Taipei, June 21 (CNA) A Taipei nursing home that has reported 47 COVID-19 cases and is under investigation for covering up suspected cases of the disease is accusing city health authorities of handling the situation in a "slow" and "chaotic" manner.
According to Taipei's Department of Health, the first COVID-19 case at the nursing home in Shilin District was a resident who tested positive on June 8 after feeling unwell. The case was promptly reported to the department.
The next day, the management of the nursing home arranged rapid tests for all of its residents and staff members. One resident tested positive and was later confirmed to have the disease in the hospital, Wang Su-chin, a specialist at the department, said at a press briefing Monday.
On June 12, a third COVID-19 case was confirmed at the nursing home, Wang said, and an inspection on June 14 concluded that another round of mass testing at the nursing home using rapid tests was needed.
The tests were administered on June 16, and 25 people tested positive, Wang said.
In the following days, more COVID-19 cases at the home were confirmed. To date, 47 people at the nursing home -- 31 residents and 16 staff members -- have tested positive, out of the 67 residents and 42 staff members there, and three of the residents have passed away, Wang said.
Those who have tested positive have been admitted to hospitals, while the rest were sent to be quarantined at designated hotels or hospitals by Sunday, Wang said.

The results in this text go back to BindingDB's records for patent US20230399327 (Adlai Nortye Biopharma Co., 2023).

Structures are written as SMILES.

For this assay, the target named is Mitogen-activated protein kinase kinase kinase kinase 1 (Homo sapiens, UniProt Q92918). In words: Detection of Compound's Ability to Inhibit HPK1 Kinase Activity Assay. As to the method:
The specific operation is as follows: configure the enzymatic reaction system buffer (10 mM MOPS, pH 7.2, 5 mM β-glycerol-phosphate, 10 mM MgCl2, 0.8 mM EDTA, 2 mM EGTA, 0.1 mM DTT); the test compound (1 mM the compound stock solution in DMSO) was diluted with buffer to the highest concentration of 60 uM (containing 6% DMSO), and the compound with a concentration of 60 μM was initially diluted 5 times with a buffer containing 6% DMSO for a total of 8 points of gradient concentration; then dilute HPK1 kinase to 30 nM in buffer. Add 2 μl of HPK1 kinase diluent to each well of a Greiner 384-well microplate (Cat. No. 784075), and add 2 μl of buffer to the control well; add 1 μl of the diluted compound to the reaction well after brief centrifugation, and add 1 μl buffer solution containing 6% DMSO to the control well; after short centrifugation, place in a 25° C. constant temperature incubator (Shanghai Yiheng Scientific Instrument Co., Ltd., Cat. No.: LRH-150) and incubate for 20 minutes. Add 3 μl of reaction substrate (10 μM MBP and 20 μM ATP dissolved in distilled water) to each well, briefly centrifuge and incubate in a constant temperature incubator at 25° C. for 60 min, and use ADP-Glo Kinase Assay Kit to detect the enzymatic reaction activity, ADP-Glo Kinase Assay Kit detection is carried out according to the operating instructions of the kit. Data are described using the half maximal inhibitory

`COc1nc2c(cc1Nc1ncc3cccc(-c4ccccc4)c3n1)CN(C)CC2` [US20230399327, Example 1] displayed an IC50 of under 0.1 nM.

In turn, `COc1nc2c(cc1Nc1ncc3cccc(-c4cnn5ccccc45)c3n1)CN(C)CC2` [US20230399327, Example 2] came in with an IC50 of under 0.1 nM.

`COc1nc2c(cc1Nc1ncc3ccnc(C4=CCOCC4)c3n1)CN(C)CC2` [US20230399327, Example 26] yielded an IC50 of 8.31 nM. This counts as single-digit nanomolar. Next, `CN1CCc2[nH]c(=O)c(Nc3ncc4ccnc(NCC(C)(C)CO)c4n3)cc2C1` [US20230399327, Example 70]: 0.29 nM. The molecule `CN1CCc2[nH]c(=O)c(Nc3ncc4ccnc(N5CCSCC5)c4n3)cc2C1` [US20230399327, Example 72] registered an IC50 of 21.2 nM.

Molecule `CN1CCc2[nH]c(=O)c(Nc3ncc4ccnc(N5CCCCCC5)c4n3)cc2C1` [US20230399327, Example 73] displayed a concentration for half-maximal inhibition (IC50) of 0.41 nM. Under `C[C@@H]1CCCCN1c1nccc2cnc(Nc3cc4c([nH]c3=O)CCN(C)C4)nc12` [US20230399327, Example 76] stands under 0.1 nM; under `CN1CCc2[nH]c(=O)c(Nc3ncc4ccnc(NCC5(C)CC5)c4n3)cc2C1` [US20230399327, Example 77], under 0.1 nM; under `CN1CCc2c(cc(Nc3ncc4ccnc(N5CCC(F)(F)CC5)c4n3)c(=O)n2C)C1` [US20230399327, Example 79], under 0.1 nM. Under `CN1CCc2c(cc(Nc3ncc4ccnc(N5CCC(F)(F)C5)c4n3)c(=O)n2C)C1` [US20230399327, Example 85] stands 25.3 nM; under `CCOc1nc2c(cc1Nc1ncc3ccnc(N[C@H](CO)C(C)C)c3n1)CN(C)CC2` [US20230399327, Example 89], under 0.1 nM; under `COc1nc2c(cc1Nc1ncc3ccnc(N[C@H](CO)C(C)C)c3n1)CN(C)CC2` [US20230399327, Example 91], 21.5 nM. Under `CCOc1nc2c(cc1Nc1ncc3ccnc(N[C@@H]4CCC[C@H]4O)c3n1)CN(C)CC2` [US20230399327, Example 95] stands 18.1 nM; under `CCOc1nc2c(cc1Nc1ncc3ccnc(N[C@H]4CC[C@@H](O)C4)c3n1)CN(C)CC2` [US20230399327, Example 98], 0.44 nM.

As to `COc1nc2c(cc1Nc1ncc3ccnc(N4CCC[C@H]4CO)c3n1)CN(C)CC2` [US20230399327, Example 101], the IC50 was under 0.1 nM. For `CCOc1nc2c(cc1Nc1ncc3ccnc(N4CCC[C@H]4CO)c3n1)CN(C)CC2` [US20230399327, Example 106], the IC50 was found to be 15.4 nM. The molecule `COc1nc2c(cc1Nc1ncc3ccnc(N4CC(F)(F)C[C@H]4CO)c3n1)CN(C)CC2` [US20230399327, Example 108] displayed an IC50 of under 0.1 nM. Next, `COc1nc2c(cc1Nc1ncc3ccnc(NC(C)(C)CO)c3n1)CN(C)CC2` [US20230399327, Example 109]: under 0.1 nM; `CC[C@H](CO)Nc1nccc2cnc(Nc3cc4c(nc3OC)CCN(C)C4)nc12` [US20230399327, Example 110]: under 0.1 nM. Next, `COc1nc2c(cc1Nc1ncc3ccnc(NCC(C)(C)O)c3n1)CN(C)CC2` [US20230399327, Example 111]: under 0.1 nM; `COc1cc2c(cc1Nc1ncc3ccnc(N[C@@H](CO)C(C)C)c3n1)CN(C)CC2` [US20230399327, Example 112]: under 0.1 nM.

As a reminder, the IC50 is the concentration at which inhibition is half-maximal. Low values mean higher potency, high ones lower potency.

The department is investigating whether or not the nursing home attempted to cover up a COVID-19 cluster. It suspects that some residents at the home had fevers June 8-12, but that the nursing home did not report the cases nor help them get medical attention, Wang said.
A representative of the nursing home's owner who has been helping deal with the outbreak denied, however, that there was a cover-up.
After the first COVID-19 case at the nursing home was confirmed on June 8, the city's department of health, the police, and district health centers called the nursing home daily for updates, so it would have been impossible to hide anything, the representative told CNA by phone Monday.
The representative blamed the city health department for its "slow" and "chaotic" handling of the situation, saying that it should have conducted mass testing on all residents and staff and required them to be quarantined after the first confirmed case emerged.
Instead, the department asked the nursing home to take the residents, some of whom are bedridden, to get tested at rapid test stations, and told them to try to keep the residents apart based on their condition, the representative said.
This is why the owner of the nursing home spent NT$100,000 (US$3,580) to have a hospital help conduct rapid tests at the nursing home itself, the representative said.
It was not until Sunday that the department finished its arrangement of people to be admitted to hospitals or go into quarantine, the representative said.
In response, Deputy Taipei Mayor Huang Shan-shan said Monday that the city was following the Ministry of Health and Welfare's guidelines on COVID-19 cases in nursing homes.
The guidelines state that if patients were infected outside of the home, authorities should help the home triage their residents and keep them apart while also designating "pods" within the home so that staff members take care of fixed groups of residents.
Only after more cases were reported did the city decide to step in, and the health department wasted no time in helping the nursing home make the necessary arrangements, Huang said.
The department has also explained the situation in full to family members of the residents, and none of them have expressed dissatisfaction, she said.
Huang has said previously that the first COVID-19 patient at the nursing home was infected while receiving dialysis.